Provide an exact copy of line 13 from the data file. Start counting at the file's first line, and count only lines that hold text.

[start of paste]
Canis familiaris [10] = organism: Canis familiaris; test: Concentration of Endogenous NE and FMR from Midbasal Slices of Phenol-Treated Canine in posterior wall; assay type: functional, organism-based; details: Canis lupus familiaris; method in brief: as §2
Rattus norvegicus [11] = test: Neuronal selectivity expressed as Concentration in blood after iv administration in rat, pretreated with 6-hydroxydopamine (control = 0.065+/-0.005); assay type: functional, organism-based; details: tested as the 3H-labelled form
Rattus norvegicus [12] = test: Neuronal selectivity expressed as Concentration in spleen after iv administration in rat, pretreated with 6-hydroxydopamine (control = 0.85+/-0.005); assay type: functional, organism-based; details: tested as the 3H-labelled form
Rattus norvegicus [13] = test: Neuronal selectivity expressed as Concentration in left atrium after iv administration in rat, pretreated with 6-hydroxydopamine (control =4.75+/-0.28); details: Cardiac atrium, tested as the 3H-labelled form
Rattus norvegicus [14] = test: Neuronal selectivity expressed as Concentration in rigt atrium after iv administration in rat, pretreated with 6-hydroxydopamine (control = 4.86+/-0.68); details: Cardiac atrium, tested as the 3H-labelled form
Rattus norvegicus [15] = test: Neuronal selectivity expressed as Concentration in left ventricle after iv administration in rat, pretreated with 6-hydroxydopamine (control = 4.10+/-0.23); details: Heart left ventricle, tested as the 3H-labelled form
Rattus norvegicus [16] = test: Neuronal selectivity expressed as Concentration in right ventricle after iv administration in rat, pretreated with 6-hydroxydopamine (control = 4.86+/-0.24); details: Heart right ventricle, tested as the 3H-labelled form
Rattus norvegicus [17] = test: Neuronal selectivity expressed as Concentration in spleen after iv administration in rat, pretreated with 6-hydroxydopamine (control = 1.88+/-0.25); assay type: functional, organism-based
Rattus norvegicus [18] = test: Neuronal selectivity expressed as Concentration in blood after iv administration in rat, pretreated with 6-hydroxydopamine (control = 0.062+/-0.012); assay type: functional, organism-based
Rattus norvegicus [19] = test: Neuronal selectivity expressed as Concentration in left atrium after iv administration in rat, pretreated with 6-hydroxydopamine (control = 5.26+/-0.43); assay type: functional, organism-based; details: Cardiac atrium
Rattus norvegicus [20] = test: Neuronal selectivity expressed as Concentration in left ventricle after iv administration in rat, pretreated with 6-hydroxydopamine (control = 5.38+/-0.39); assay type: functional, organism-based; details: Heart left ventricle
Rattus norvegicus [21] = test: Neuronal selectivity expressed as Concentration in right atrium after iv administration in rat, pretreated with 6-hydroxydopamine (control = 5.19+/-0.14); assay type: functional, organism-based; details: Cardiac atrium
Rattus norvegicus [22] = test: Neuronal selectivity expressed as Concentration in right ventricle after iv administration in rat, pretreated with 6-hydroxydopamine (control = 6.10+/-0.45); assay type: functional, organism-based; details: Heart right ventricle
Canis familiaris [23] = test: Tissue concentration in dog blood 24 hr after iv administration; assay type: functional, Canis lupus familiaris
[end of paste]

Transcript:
Rattus norvegicus [22] = test: Neuronal selectivity expressed as Concentration in right ventricle after iv administration in rat, pretreated with 6-hydroxydopamine (control = 6.10+/-0.45); assay type: functional, organism-based; details: Heart right ventricle